Lifestyle & Culture

Kitchen Detail: Everything’s Coming Up Peaches


By Nancy Pollard

After owning one of the best cooking stores in the US for 47 years, Nancy Pollard writes Kitchen Detail, a blog about food in all its aspects—recipes, film, books, travel, superior sources and food-related issues.

Peaches In Season And In History

fruit mosaic including peaches at Villa Romana del Casale

Fruit mosaic from the Villa Romana del Casale, in the town of Piazza Amerina, in Sicily.

In anticipation of the grand opening of BLT season, certain persons in the KD abode get so excited about the first semi-decent tomatoes followed by the truly good ones, which arrive in the beginning of July,  that we almost forget that local peaches are in too. Unlike lettuce or oranges, peaches just have to be in season. Originally from China, they were brought West first by Persians. Apparently Alexander the Great was so impressed with the fruit, he had them brought to Greece after his successful military campaign against Persia. Peaches showed up in Rome in the first century BC and were obviously prized by Romans as well, appearing in paintings found in the excavations of Herculaneum near Vesuvius and in the remarkably preserved mosaics of the Villa Romana del Casale in Sicily. But the introduction of peaches to the Americas goes to the Spanish explorers in the 16th century. Around the same time in Renaissance Italy, not only were peaches painted and eaten but their pits were used (as they also were in China) to carve the most intricate images.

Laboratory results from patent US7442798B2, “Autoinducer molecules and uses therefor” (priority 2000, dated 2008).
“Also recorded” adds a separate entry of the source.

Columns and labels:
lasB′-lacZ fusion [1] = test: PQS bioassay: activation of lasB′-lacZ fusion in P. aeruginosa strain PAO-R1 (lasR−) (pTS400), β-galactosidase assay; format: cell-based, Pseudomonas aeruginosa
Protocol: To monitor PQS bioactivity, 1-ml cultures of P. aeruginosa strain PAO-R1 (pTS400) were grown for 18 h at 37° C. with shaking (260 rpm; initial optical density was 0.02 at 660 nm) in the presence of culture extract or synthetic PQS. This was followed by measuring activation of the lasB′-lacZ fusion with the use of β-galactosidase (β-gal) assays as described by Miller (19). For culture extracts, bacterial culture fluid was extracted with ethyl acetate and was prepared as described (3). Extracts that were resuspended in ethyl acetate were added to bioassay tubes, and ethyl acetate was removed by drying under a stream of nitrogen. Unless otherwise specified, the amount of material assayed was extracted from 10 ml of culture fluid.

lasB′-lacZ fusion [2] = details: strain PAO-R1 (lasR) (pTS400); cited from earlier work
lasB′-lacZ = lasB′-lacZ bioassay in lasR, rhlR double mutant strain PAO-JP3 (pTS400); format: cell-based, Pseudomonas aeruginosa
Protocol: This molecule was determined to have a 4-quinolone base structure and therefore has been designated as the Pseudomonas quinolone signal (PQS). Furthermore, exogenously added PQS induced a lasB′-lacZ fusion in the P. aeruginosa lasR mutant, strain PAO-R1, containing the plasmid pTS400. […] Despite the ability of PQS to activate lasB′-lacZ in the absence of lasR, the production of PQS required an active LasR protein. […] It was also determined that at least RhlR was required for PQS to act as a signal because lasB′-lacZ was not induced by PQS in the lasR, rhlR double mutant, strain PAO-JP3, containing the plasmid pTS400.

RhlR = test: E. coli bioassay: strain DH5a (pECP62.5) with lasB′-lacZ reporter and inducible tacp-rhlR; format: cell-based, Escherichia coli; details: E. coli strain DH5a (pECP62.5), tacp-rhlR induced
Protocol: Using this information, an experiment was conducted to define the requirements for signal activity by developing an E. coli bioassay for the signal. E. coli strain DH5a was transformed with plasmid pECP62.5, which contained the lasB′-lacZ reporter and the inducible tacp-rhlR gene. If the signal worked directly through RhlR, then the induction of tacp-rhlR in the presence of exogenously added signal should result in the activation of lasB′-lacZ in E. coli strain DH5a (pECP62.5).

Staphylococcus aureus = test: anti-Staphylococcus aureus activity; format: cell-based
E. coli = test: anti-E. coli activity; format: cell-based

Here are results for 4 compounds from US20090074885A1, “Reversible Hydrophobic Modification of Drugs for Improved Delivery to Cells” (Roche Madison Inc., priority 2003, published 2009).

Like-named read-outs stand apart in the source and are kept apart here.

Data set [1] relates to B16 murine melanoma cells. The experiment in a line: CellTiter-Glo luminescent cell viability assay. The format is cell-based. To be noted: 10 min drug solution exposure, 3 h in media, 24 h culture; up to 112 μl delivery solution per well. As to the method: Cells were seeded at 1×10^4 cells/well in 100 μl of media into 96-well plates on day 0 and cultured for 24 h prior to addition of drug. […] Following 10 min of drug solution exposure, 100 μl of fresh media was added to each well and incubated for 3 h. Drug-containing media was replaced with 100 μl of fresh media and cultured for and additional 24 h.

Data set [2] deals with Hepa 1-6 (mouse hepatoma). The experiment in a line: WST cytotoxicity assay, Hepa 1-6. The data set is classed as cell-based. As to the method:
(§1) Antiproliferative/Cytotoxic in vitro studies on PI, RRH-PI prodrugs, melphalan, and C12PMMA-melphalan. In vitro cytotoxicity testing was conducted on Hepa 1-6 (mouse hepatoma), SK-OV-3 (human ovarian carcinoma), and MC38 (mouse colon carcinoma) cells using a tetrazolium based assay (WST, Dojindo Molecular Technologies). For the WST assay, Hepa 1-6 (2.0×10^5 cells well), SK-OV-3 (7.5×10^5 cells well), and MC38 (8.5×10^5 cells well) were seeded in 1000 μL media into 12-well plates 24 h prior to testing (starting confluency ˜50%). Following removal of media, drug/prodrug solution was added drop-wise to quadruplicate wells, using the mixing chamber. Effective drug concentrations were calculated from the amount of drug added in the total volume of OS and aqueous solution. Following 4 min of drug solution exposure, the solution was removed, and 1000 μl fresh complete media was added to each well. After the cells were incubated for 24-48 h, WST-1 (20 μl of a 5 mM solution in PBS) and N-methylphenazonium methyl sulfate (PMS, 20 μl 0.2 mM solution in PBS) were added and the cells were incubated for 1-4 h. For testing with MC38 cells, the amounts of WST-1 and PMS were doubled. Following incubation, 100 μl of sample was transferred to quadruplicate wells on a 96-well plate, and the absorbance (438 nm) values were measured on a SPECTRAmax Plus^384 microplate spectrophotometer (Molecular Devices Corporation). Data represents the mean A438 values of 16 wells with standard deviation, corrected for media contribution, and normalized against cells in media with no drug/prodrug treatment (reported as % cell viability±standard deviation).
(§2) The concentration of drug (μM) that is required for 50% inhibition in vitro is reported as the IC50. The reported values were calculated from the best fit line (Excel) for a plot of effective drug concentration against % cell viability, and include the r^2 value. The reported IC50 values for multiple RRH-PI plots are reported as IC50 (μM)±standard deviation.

The Other Lives Of Peach Pits

Properzia de Rossi piece from the Web Gallery OF Art site

Properzia de’ Rossi, Grassi Family Coat of Arms at the Museo Civico Medievale, Bologna, c. 1510-30. From, courtesy of Irene Graziani at the University of Bologna.

detail from De Rosssi coat of arms with peach pits from Wikipedia

Detail of St. Peter in Properzia de’ Rossi, Grassi Family Coat of Arms at the Museo Civico Medievale, Bologna, c. 1510-30. From, courtesy of Irene Graziani at the University of Bologna.

Perhaps the most famous is the piece created by Properzia de’ Rossi in the 16th century. Peaches and pits aside, I find her biography fasicinating. She was not born into a family of artists but to a notary in Bologna. She had a staggering number of barriers as she studied, apprenticed and worked in ateliers in her native city. Properzia started as a painter and at some point transitioned into carving and sculpture. She apparently was quite beautiful, intelligent and a noted musician. She entered this piece in a competition for the coat of arms of the Grassi family. The apostles are engraved on one side of the  eleven peach pits and female saints on the other. The theory is that she could not afford more costly materials as she did later in her short 40 year life. She also worked in marble and did beautiful engraving. Even though there were a number of women artists at that time in Bologna, Properzia de’ Rossi is the only one featured in Vasari’s fascinating and gossipy book, Lives Of Artists. If you visit Bologna, do take time to see her work in Museo Civico Medievale and Museo di San Petronio.

The History Of Our Favorite Peach Recipes

Roasted Peach Bellini

2 thoughts on “Kitchen Detail: Everything’s Coming Up Peaches

  1. Ernie says:

    Great recipes keep it up!
    When does Grace start her column?

    1. Janet Kelly says:

      As soon as possible, if I can persuade her to do it! Have any influence?

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